Observation of Exotic Baryon


Physicists Find Evidence for an Exotic Baryon


Ordinary hadrons include baryons and mesons, which are described by three-quark and quark-antiquark configurations, respectively. Unusual hadrons that do not fit into this picture would constitute new forms of hadronic matter, or exotic hadrons. Such particle states are not forbidden by the Standard Model of particle physics, but no convincing evidence has come from the myriad of experiments looking for such exotic signatures over the past 30 years.

It is well established from deep-inelastic scattering experiments that sea-quarks (quark-antiquark pairs) are part of the ground-state wavefunction of the nucleon. In addition, it is well known that excited nucleon states are surrounded by a ``cloud" of pions. In this sense, we know that five quark (qqqq qbar) configurations are mixed with the standard three quark valence configuration. It is natural to ask whether a five-quark configuration exists, where the antiquark has a different flavor than (and hence cannot annihilate with) the other four quarks. Evidence of such pentaquark states would be an important addition to our understanding of hadronic theory.

The new data show strong evidence for a five-quark baryon state at a mass of 1.54 GeV, with a narrow width of 22 MeV (FWHM). The experiment, carried out with the CLAS magnetic spectrometer in Hall B at Jefferson Lab, employed a multi-GeV beam of photons and a deuterium target. The reaction produced a K- meson and a proton in the final state, along with the five-quark object, which then decayed into a neutron and a K+ meson. One possible diagram is shown below. The valence quark configuration of the exotic state contains two up quarks, two down quarks, and an anti-strange quark.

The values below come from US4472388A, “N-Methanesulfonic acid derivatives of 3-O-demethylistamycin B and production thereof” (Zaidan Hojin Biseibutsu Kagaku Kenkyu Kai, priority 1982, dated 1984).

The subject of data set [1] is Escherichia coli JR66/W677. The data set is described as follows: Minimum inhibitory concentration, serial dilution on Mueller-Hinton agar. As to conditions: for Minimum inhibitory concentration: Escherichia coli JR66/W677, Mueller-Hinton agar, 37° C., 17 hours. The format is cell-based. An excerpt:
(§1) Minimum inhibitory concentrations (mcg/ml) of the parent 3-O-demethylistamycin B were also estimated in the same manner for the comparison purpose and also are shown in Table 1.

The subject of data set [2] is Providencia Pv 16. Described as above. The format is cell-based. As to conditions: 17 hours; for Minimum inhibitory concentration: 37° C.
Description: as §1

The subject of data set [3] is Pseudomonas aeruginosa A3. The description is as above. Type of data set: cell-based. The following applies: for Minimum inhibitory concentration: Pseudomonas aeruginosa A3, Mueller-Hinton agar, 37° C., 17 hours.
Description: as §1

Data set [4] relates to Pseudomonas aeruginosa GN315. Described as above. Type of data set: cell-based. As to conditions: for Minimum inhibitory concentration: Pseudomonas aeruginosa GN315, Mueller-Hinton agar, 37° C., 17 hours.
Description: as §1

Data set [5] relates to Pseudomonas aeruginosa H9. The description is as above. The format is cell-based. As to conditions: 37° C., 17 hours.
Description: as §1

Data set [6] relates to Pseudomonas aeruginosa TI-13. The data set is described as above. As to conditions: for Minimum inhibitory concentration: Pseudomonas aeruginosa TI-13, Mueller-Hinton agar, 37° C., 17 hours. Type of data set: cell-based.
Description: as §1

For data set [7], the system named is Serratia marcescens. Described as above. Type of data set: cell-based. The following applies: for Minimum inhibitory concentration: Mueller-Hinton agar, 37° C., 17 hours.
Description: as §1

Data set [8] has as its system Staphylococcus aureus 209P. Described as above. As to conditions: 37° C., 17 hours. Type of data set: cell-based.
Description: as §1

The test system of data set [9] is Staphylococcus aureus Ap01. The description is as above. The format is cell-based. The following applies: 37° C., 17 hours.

The statistical signficance of the measurement if 5.4 standard deviations above the background. The result of the experiment was first announced in May 2003 at the Conference on the Intersections of Nuclear and Particle Physics (CIPANP) in New York by Hall B physicist Stepan Stepanyan (see Figure below). The results of the experiment are about to be submitted for publication to the Physical Review Letters journal pending completion of an internal review by the CLAS collaboration (presently in progress).


The discovery of this new exotic baryon state should have far-reaching consequences for our theory of hadronic interactions that attempt to explain the structure of matter and the possible states of matter. The interpretation of this new pentaquark state as a tightly bound five-quark object or a kaon-nucleon molecule is unclear at this time. Further investigations are continuing in a newly approved experimental program at Jefferson Lab.



Last modified: July 1, 2003
Kenneth Hicks